Advertisement
The Body: The Complete HIV/AIDS Resource
Follow Us Follow Us on Facebook Follow Us on Twitter Download Our App
Professionals >> Visit The Body PROThe Body en Espanol
Read Now: TheBodyPRO.com Covers AIDS 2014
  
  • Email Email
  • Comments Comments
  • Printable Single-Page Print-Friendly
  • Glossary Glossary

International News

South Africa: Nation Becomes a Victim of Its ARV Treatment Success

August 30, 2010

The prospect of South Africa meeting its target of providing antiretroviral treatment to 80 percent of those who need it by 2011 is being threatened by a lack of funds. Nearly 1 million South Africans are receiving ARVs through the government, and that number is supposed to triple in the next decade.

This year, the U.S. President's Emergency Plan for AIDS Relief (PEPFAR) is providing South Africa with $585 million for its ARV program, nearly matching the government's total contribution of $680 million, according to the South African treasury.

Advertisement

In December 2009, the U.S. government said it would provide South Africa with an extra $120 million "in direct response to a request from President Jacob Zuma" to "procure ARVs that will help ensure that there are adequate stocks on hand to meet the growing demand for ARVs in South Africa." At the time, South Africa had been experiencing ARV shortages, most notably in the Free State.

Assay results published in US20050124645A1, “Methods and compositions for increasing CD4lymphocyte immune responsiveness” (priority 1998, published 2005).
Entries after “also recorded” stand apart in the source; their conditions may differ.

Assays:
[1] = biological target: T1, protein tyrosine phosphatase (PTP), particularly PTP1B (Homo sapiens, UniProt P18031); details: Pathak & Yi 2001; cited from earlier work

However, the extra PEPFAR money is regarded as being exceptional and not a recurring resource, said Dr. Roxana Rogers, South Africa health team leader for the U.S. Agency for International Development.

Scenario planning by the treasury indicates that demand for ARV care and services will peak in 2021, when South Africa will need some $4 billion. "We are facing a double-whammy of having to rapidly scale-up spending on HIV and AIDS at the same time that we have to replace donor funds," said Dr. Keith Cloete of the Western Cape's treasury.

South African health officials are looking at ways to cut program costs. They also must redouble efforts to prevent infections, say experts. "HIV treatment without prevention is like mopping the floor while the tap is running," said professor Alan Whiteside, a health economist.

Back to other news for August 2010

Adapted from:
Inter Press Service
08.23.2010; Kerry Cullinan


  
  • Email Email
  • Comments Comments
  • Printable Single-Page Print-Friendly
  • Glossary Glossary

This article was provided by CDC National Prevention Information Network. It is a part of the publication CDC HIV/Hepatitis/STD/TB Prevention News Update.
 
See Also
More on HIV Treatment in South Africa

No comments have been made.
 

Add Your Comment:
(Please note: Your name and comment will be public, and may even show up in
Internet search results. Be careful when providing personal information! Before
adding your comment, please read TheBody.com's Comment Policy.)

Your Name:


Your Location:

(ex: San Francisco, CA)

Your Comment:

Characters remaining:

Tools
 

Advertisement